Clicker training has an important role in assessing and treating behavioural problems.
It also allows us to handle dogs with potential aggression issues, without putting ourselves at risk
10 Kids can clicker train too.
Children can easily learn to clicker train, no strength or ‘dominance’ is required. For the same reasons, it is also a useful technique for anyone with reduced mobility.
So there we are. Ten good reasons to get started with clicker training. How about you? Can you think of any more? Share your thoughts in the comments box below.
Clicker training is actually a form of Positive Reinforcement Training, and the clicker itself is a tool that belongs to a group of tools known as ‘event markers’.
If you don’t have a clicker yet, check out our Choosing a Clicker page
If you are curious to find out more about clicker training, and about how event markers are used, you can visit the Totally Dog Training website.
Here are some articles that you might find especially helpful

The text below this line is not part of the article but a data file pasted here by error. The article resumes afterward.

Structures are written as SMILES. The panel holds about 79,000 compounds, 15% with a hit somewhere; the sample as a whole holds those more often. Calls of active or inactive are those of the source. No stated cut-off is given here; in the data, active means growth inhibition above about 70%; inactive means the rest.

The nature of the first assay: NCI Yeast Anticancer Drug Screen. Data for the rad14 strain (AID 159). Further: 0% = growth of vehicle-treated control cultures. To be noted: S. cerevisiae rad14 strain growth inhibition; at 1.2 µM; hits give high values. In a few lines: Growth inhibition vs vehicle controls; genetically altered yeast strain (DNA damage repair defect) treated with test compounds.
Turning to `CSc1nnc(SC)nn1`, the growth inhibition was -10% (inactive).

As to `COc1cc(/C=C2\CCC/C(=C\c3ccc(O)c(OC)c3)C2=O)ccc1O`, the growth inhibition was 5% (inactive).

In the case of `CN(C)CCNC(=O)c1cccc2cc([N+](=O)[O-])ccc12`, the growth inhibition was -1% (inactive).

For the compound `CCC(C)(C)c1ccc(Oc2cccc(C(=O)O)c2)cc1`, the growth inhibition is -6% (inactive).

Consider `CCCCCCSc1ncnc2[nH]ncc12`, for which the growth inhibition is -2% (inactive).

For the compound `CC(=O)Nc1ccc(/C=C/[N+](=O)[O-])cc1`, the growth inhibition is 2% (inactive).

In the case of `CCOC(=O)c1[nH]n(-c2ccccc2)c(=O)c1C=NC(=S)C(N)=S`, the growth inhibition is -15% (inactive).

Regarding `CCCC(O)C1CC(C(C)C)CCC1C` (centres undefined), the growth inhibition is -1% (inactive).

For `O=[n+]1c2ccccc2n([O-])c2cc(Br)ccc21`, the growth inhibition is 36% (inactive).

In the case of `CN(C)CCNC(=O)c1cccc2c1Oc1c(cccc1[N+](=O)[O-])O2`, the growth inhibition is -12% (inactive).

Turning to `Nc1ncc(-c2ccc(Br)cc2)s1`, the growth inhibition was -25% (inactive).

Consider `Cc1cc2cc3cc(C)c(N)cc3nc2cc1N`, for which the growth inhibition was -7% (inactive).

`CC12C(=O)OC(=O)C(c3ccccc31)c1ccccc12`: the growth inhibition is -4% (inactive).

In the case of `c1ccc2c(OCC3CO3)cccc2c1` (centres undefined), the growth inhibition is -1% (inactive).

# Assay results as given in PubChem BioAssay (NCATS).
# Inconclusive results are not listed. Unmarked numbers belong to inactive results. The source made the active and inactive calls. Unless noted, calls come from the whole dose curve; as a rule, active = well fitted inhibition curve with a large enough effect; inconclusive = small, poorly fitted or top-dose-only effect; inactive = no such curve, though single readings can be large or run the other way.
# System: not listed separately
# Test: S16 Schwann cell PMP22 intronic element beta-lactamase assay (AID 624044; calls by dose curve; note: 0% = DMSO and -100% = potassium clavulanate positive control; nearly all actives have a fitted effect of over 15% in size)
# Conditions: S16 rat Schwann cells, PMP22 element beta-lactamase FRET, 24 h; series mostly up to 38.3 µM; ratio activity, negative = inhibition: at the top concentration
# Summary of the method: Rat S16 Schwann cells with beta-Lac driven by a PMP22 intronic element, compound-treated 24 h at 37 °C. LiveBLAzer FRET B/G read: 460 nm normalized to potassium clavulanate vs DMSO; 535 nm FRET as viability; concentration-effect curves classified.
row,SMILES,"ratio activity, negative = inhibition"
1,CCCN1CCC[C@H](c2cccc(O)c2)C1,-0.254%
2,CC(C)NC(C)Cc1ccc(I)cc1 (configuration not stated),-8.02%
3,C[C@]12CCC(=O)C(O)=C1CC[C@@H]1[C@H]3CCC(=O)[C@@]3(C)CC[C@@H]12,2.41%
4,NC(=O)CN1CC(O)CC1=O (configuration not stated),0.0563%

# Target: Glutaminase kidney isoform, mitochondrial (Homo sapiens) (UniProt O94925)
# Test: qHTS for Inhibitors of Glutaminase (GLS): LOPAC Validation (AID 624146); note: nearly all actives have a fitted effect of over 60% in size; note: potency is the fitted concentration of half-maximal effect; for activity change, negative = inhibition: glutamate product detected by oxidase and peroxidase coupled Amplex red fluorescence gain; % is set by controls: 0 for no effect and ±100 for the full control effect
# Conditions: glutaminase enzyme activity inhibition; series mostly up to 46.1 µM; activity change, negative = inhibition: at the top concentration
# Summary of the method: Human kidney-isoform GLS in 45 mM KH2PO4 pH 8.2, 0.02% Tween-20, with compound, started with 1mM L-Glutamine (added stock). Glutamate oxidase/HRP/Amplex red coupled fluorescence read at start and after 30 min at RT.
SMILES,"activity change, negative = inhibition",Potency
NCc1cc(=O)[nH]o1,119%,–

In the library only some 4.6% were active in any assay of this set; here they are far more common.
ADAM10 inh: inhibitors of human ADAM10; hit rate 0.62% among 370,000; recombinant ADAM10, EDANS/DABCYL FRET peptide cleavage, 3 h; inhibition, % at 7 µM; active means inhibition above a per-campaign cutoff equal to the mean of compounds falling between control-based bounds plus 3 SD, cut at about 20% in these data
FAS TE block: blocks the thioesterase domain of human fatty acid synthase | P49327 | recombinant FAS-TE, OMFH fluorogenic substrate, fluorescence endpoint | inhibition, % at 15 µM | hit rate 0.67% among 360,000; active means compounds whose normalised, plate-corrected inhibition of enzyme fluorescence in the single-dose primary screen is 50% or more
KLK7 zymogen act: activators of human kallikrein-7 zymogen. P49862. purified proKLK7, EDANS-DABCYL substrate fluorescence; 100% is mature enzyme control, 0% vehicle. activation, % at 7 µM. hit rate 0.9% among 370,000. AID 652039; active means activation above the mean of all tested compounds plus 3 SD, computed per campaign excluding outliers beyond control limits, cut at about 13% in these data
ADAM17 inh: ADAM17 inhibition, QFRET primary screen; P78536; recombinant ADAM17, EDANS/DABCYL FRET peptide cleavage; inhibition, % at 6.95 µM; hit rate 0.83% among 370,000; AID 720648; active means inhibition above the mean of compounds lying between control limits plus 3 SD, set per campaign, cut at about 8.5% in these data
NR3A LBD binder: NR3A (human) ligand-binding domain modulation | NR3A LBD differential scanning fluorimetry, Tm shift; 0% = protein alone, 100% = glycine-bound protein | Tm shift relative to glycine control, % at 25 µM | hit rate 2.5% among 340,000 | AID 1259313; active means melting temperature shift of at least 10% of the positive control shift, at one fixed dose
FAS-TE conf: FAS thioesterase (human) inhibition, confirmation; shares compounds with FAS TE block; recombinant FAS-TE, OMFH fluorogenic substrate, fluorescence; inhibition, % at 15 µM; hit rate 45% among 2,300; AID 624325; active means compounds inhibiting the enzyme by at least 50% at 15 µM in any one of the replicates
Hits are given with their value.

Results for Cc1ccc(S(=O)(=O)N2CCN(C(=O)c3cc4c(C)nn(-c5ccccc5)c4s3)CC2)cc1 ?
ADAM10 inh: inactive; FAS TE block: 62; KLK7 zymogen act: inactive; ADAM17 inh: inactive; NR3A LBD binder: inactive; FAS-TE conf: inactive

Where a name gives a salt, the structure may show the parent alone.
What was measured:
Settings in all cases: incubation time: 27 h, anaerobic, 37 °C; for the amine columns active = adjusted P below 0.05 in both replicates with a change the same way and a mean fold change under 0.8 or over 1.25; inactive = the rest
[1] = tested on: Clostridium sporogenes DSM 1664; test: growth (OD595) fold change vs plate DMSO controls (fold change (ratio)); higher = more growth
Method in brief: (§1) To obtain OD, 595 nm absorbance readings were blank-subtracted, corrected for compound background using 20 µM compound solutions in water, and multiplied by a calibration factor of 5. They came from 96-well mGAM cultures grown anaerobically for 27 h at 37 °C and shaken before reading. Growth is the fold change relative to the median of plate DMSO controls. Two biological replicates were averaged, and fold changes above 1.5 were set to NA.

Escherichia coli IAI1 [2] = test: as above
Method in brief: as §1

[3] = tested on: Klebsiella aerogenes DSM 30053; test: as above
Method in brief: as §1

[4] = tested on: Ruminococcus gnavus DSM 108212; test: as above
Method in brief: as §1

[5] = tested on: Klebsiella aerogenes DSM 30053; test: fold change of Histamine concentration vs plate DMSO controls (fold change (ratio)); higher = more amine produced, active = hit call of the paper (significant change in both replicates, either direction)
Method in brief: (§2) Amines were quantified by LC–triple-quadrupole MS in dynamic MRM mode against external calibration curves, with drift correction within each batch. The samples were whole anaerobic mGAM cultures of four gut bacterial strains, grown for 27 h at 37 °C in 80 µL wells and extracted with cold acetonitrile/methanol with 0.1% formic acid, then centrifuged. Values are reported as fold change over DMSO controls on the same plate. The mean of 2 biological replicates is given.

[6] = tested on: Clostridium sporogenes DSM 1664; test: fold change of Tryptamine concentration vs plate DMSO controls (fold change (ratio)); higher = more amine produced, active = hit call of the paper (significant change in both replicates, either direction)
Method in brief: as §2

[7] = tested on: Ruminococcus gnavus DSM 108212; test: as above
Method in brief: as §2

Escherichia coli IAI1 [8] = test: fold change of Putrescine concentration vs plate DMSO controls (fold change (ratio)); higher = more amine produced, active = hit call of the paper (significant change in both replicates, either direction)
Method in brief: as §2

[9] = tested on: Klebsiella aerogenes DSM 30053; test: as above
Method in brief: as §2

- The evidence for Positive Reinforcement Training (for those that aren’t sure if clicker training is effective)
- What is positive reinforcement training (a clear explanation of how clicker training works)
- Event markers (how clickers are used in dog training)
10 great reasons to start clicker training was originally published in October 2011. It has been completely revised, expanded, and updated.
More help and information
Now available in most countries, the handbook is already a bestseller in the UK.
You can buy from Amazon using the links below. If you do, the labrador site will receive a small commission which is greatly appreciated and won’t affect the cost to you!
The Labrador Site Founder
Pippa Mattinson is the best selling author of The Happy Puppy Handbook, the Labrador Handbook, Choosing The Perfect Puppy, and Total Recall.
She is also the founder of the Gundog Trust and the Dogsnet Online Training Program
Pippa's online training courses were launched in 2019 and you can find the latest course dates on the Dogsnet website